WASHINGTON -- The toughest conversations that advisors need to have with their clients have nothing to do with investment strategies.

Advisors who offer comprehensive planning services and seek long-term -- even multi-generational -- relationships with clients need to address the difficult questions associated with degenerative illness and death, said one speaker at Schwab Advisor Services' annual Impact conference.

Advisors may be well versed in issues like wills and life insurance, but Amy Florian -- CEO of Corgenius, a firm that works with advisors to help them support clients dealing with end-of-life issues and other tough transitions -- urged attendees to counsel their clients about everything from organ donation to the grim implications of do-not-resuscitate orders and dementia.

"There's a hundred thousand advisors in this country who have good products and good services," she said. "Clients of firms who feel like they're getting holistic advice -- things that go beyond just finances -- their perception of the value of that firm is 10 times higher than those who don't."

When the Internet brims with free advice on financial strategies, she argued, simply guiding an investment portfolio isn't the differentiator that it once was. "They have the information you have. Why do they need you? Because you can pull together all aspects of their life -- financial and nonfinancial -- and be a truly comprehensive advisor," Florian said.

Advisors, of course, are no substitute for doctors. But Florian emphasized the role that a trusted financial professional can play in helping educate aging clients and their relatives about the resources available to them -- helping find a local memory-loss facility, for instance -- and orchestrating the paperwork that can ease the process of end-of-life care, such as granting a relative durable power of attorney with the authority to make medical and financial decisions.


Documentation is key. As a preliminary step, advisors should have their clients sign a "diminishing capacity" letter identifying individuals that the advisor can contact in the event that the client appears to be slipping. Florian suggested that advisors secure a notarized copy of the letter upon taking on a new client, and then update the contacts each year in an annual review.

"This eliminates so many problems," she said, "because you don't have to worry about compliance, you don't have to worry about privacy, you don't have to worry about what you can tell to who. Your client has given you permission to call these people if you notice any diminishment in their capacity."

Florian sees advisors playing the twin roles of educator and facilitator. Knowledgeable advisors can talk to clients about the options that would let them specify care in the event of a serious accident or debilitating illness. She recommended that they introduce clients to the Physician Orders for Life-Sustaining Treatment initiative, which allows seriously ill patients to create a medically binding document specifying what types of treatments they wish to undergo and which they do not.

"It has the weight of a doctor's standing order," Florian said. "This is a really monumental development, [but] it isn't available everywhere."

"If your state doesn't have one, tell them it's coming," she added.

Advisors can also counsel clients about living wills. Florian cited the Five Wishes template offered by the nonprofit group Aging With Dignity, which allows people to express their preferences for medical treatment and what they would like their friends and relatives to know.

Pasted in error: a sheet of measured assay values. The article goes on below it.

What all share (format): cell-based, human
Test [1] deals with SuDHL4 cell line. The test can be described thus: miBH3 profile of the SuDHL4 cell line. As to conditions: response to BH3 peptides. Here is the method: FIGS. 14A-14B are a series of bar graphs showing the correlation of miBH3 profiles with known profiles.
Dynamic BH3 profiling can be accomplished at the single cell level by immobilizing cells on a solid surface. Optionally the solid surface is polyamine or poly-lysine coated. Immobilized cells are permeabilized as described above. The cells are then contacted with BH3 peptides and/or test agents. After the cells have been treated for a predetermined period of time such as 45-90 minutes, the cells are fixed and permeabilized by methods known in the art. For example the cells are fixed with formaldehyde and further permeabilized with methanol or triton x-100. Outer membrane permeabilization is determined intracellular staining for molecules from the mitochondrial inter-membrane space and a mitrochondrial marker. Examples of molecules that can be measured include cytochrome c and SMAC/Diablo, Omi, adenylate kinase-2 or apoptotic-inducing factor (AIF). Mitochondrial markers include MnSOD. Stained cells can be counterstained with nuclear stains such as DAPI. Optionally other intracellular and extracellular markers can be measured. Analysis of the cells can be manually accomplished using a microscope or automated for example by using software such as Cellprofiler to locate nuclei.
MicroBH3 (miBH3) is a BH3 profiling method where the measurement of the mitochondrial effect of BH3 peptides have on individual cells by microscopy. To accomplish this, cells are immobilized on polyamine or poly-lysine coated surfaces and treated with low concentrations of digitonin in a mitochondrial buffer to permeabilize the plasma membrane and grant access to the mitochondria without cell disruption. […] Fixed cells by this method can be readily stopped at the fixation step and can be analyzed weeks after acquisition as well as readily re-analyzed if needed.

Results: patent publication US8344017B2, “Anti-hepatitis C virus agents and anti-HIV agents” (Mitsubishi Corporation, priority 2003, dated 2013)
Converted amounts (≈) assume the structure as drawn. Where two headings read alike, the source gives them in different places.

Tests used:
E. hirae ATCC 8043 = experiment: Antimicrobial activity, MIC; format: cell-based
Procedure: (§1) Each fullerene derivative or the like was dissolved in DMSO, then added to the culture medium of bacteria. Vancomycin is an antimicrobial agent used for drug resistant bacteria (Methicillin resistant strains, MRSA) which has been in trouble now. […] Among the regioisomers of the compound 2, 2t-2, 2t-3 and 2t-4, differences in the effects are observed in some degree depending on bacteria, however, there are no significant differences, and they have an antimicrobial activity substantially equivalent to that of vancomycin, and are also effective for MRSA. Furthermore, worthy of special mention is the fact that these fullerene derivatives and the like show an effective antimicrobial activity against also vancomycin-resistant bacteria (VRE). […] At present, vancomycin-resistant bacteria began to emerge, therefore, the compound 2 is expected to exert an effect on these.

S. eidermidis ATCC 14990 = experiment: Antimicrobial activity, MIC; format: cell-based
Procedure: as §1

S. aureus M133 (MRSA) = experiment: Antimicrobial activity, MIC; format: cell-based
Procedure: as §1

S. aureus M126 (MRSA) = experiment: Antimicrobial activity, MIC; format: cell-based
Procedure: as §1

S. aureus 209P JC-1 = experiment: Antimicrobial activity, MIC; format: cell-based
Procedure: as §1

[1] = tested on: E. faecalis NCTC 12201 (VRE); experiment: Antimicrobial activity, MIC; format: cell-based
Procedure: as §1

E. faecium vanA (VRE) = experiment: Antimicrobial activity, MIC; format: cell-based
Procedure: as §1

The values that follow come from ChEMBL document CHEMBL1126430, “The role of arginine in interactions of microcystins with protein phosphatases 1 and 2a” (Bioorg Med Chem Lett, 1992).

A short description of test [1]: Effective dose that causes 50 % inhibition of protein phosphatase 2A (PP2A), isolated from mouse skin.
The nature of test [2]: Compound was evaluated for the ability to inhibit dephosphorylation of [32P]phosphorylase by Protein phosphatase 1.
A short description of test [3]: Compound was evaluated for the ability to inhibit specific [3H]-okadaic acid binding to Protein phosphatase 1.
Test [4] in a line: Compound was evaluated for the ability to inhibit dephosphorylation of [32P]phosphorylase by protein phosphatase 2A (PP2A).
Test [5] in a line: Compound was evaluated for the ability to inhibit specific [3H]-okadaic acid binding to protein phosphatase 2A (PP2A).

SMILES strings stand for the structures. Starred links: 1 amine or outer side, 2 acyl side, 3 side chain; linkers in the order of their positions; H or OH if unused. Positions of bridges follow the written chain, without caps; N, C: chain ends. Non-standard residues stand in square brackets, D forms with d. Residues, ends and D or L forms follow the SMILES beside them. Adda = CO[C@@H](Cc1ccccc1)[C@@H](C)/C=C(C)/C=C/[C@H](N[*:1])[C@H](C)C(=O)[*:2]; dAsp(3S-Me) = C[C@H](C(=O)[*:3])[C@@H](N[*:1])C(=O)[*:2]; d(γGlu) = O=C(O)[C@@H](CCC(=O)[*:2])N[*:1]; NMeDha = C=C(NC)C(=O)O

Florian urged advisors to watch for signs of confusion or memory loss in meetings with clients. She cautioned, however, that someone who asks the same question three times could be exhibiting either early signs of dementia or something far more benign -- like mild cognitive impairment or even a vitamin B12 deficiency, which can cause memory lapses.

In any case, Florian argued that it's not out of bounds for advisors to recommend that clients visit a doctor. The advisor may also deem it appropriate to notify the person who holds power of attorney for the client, or anyone else named in the diminishing capacity letter. "Don't make a diagnosis. That's above your pay grade. But tell them what you're observing," Florian said.

Advisors who take it upon themselves to talk to clients and their families about end-of-life decisions, daunting as it may be, are also helping their practices. After all, Florian noted, by helping guide a family through a difficult transition, advisors can engender a level of trust that is likely to translate into future clients with a strong loyalty to the practice.

"The other advantage here is you are involving the other generations," she pointed out. "You can't do this without involving the younger generation, who then see what comprehensive services you offer.

"If you walk people through the toughest times of their lives, you will have a client for life. And you'll have their family, and their friends and their associates," she said. "I facilitate support groups. They talk to each other; they trust each other. You do a good job for people in the toughest times in their lives and they won't keep you a secret."

Read more:


Register or login for access to this item and much more

All Financial Planning content is archived after seven days.

Community members receive:
  • All recent and archived articles
  • Conference offers and updates
  • A full menu of enewsletter options
  • Web seminars, white papers, ebooks

Don't have an account? Register for Free Unlimited Access